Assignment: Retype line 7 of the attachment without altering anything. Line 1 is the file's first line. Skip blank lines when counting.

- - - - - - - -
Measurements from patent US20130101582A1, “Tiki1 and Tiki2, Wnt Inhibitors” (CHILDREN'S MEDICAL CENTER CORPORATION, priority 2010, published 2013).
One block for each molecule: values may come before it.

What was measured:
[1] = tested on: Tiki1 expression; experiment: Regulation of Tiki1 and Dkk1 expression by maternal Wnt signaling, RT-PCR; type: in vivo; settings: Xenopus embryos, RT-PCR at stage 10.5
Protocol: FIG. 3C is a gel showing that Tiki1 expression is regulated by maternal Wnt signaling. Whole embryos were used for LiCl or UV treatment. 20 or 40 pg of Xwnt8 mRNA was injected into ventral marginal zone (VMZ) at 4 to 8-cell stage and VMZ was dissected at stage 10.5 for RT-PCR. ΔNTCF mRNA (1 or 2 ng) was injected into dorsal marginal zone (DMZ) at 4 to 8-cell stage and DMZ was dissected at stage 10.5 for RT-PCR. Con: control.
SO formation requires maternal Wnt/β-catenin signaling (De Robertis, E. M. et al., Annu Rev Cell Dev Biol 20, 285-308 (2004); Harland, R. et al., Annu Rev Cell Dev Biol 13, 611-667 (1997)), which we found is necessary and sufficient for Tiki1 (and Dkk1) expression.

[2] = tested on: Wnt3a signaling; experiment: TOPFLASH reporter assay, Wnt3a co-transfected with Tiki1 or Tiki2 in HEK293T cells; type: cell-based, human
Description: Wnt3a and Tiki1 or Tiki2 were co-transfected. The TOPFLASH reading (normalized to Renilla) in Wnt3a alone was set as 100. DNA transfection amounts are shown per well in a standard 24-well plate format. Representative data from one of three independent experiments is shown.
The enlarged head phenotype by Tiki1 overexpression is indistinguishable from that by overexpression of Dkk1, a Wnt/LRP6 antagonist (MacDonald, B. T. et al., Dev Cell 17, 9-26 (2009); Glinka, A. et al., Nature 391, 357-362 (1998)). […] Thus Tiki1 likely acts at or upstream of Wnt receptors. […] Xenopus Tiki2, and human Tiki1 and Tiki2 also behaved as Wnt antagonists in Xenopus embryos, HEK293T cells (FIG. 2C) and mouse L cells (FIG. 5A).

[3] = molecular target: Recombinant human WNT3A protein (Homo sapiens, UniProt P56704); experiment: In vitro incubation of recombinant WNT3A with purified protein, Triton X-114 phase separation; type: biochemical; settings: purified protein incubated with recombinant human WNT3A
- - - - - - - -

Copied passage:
[2] = tested on: Wnt3a signaling; experiment: TOPFLASH reporter assay, Wnt3a co-transfected with Tiki1 or Tiki2 in HEK293T cells; type: cell-based, human